Richards replied the topic: #8028 1 month 3 weeks ago
Turn 1: Spanish Guerrilla Action prevents the French from doing anything on the first turn. Spanish move forward all along the front, but are repulsed on the French left. The Spanish lose an entire cavalry unit in the center, but the French cavalry unit commanded by General Paris is also wiped out. All tied at one.
Turn 2: French attack in the center and eliminate another Spanish unit. Spanish commit to a La Grande Manoeuvre to move all of their heavy cavalry up. French lead 2 to 1.
Turn 4: Spanish foil another French assault through Guerrilla Action.
Turn 5: General Paris attacks the center but loses an entire light cavalry battalion in the process. The Spanish counter with an assault from the left flank. Two light Spanish cavalry units surround Paris’ troopers, and, shockingly, General Paris is slain along with 50% of his force. Spanish 3, French 2.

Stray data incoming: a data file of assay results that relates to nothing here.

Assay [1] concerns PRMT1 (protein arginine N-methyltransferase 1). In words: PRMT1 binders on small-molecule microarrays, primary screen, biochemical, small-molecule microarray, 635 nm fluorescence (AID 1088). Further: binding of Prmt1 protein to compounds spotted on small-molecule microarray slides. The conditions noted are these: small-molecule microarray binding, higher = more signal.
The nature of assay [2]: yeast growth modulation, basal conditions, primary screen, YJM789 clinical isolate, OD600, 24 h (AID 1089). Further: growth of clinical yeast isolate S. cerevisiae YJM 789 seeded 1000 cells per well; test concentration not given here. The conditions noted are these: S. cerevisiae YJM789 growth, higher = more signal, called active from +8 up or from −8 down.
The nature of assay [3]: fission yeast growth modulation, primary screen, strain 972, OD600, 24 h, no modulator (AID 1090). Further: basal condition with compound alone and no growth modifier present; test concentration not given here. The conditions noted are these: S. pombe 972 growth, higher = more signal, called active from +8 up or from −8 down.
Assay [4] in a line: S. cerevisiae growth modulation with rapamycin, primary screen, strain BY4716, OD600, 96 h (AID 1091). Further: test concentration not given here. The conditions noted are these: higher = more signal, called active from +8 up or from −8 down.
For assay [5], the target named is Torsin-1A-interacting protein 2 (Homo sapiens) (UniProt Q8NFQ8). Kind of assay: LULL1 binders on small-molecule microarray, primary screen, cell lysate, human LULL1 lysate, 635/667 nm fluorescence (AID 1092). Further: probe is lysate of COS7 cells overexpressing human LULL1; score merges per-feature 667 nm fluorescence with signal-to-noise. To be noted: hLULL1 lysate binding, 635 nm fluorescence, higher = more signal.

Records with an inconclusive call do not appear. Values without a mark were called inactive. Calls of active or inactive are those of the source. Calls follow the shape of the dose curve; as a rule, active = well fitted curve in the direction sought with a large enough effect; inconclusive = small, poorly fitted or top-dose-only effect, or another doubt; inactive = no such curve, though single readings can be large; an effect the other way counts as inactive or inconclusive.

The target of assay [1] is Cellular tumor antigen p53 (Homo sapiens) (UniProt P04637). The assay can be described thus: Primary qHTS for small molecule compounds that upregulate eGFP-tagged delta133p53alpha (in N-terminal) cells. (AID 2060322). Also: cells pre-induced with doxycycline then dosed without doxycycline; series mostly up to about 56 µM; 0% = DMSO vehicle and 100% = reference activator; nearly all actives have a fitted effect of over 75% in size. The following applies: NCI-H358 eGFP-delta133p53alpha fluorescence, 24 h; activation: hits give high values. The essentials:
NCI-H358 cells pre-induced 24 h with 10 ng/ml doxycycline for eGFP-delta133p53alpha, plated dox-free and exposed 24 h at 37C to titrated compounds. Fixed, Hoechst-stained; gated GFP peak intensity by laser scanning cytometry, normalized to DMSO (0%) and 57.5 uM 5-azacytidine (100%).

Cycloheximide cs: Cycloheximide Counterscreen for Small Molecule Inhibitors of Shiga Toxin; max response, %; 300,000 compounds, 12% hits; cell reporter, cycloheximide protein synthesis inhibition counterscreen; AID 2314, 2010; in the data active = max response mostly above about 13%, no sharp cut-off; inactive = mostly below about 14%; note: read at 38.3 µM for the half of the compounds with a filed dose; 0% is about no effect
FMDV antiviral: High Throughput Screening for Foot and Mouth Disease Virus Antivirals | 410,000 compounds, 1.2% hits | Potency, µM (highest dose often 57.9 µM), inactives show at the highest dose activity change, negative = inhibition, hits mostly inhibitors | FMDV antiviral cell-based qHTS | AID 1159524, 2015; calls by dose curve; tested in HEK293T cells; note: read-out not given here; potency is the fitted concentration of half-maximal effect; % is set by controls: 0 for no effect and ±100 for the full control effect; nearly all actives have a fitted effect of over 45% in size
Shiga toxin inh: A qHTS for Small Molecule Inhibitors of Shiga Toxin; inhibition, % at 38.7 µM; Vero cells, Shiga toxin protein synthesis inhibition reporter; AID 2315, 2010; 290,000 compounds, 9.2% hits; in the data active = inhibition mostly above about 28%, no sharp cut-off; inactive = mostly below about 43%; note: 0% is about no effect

Turn 6: General Milhaud orders his heavy cavalry to charge. The charge breaks the Spanish line. Two Spanish units are destroyed. French now ahead 4 to 3.
Turn 7: French attack on the right. Another Spanish heavy cavalry battalion is liquidated. French ahead 5 to 3. The Spanish horsemen are hard pressed now…
Turn 8: French continue to overwhelm the Spanish on the right. Another Spanish unit evaporates. French up 6 to 3. The end is near…
Turn 9: Spanish attempt a Guerrilla Action, but this time the French successfully guard against it! The French move forward with an attack from the right. A Spanish light cavalry squadron is run off the battlefield for the seventh and last banner. The French win 7 to 3.
Played this one a second time and the French won again 7 to 4 after 14 turns. Very hard for the Spanish to gain any traction on this scenario. The French cavalry, with a full four blocks, have a decidedly robust advantage over the three-block Spanish equestrians. It is fun to see the units zoom around the board though!